3:12pm

Fri August 17, 2012
Law

When Pronouncing A Case Is Harder Than 'Roe V. Wade'

Originally published on Fri August 17, 2012 5:03 pm

Transcript

MELISSA BLOCK, HOST:

This is ALL THINGS CONSIDERED from NPR News. I'm Melissa Block. Now, a story about Supreme Court cases and how you pronounce their names. Some are easy enough, like Roe V. Wade, but others aren't so clear cut. Is it Bachy or Bachy, Padilla or Padilla? Many a case name has been mangled, so as we hear from NPR legal affairs correspondent Nina Totenberg, law professor Eugene Fidell set out to set the record straight.

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3:12pm

Fri August 17, 2012
Around the Nation

Killing Off West Nile Virus: Bad For More Than Bugs?

Originally published on Fri August 17, 2012 5:03 pm

As communities, such as Dallas, Texas, contemplate doing aerial spraying to control mosquitoes carrying West Nile virus, many people are expressing concerns about how the pesticides will affect their health, and the health of their environments. Melissa Blocks speaks to Dr. Robert Peterson, professor of Entomology at Montana State University.

3:12pm

Fri August 17, 2012
Afghanistan

Afghan Attacks On Western Partners Rising Sharply

Originally published on Fri August 17, 2012 5:03 pm

Afghan soldiers (right) patrol with U.S. troops in the Panjwai district of southern Afghanistan in May. The two armies have been working together for years, but Afghan attacks against U.S. and NATO forces have been rising recently.
David Gilkey NPR

In the past two weeks, seven Afghans in uniform have opened fire on Western forces. The most recent incidents occurred Friday. First, a newly recruited policeman in western Afghanistan turned his gun on U.S. military trainers, killing two and wounding a third. A short time later in southern Kandahar province, an Afghan soldier shot and wounded two foreign troops.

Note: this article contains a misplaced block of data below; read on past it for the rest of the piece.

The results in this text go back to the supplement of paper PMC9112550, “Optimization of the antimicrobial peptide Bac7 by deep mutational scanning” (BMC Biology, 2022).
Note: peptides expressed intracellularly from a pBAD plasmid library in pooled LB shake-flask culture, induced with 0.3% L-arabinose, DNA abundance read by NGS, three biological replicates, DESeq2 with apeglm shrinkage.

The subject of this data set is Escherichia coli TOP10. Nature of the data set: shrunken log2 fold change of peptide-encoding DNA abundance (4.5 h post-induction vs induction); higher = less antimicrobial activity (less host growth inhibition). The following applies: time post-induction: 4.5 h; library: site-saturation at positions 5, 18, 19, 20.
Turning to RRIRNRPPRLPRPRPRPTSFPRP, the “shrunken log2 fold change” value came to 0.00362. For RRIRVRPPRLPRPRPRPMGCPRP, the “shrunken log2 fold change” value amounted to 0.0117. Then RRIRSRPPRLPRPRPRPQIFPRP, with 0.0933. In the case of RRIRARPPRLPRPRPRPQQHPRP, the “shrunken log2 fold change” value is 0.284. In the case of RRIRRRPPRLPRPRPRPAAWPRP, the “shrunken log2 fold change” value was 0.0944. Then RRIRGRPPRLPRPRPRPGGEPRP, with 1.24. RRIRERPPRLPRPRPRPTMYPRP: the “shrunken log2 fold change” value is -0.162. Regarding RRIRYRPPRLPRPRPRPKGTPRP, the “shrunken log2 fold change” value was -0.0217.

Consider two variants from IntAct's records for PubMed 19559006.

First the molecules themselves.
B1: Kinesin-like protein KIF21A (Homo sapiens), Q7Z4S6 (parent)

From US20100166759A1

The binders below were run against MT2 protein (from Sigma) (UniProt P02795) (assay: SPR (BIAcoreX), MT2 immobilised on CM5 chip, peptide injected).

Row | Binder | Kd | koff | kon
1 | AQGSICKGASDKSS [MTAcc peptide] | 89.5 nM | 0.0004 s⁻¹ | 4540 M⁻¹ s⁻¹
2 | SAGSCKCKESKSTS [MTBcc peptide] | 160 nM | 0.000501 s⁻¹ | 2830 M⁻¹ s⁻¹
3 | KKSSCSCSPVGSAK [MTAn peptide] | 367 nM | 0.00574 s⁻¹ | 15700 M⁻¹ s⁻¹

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3:12pm

Fri August 17, 2012
All Tech Considered

At This Camp, Kids Learn To Question Authority (And Hack It)

Originally published on Fri August 17, 2012 6:54 pm

DefCon Kids camp co-founder Chris Hoff, with Conner Gilliam (from left), Conner Fine and Ethan Lai, work on a machine that draws designs on ping-pong balls. The camp is held in Las Vegas.
Steve Henn NPR

Some kids go to band camp; others go to swim camp. But for the children of the world's digital rabble-rousers, there is hacking camp. It's called DefCon Kids.

This camp, held in Las Vegas, encourages kids to take a hard, skeptical look at the machines that surround them, and teaches them to hack apart everything they can lay their hands on.

One of the most popular activities is lock-picking.

"I had fun with some of the harder locks," says 16-year-old Alaetheia Garrison Stuber.

But did she learn any new tricks?

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2:58pm

Fri August 17, 2012
Law

Jailed Young, Inmates Seek A New Day In Court

Originally published on Fri August 17, 2012 5:03 pm

Ruth "Margo" Gee (left) is hopeful that her brother, Tyrone Jones, convicted of murder as a juvenile, will soon be freed from prison. Lawyer Charlotte Whitmore is helping her.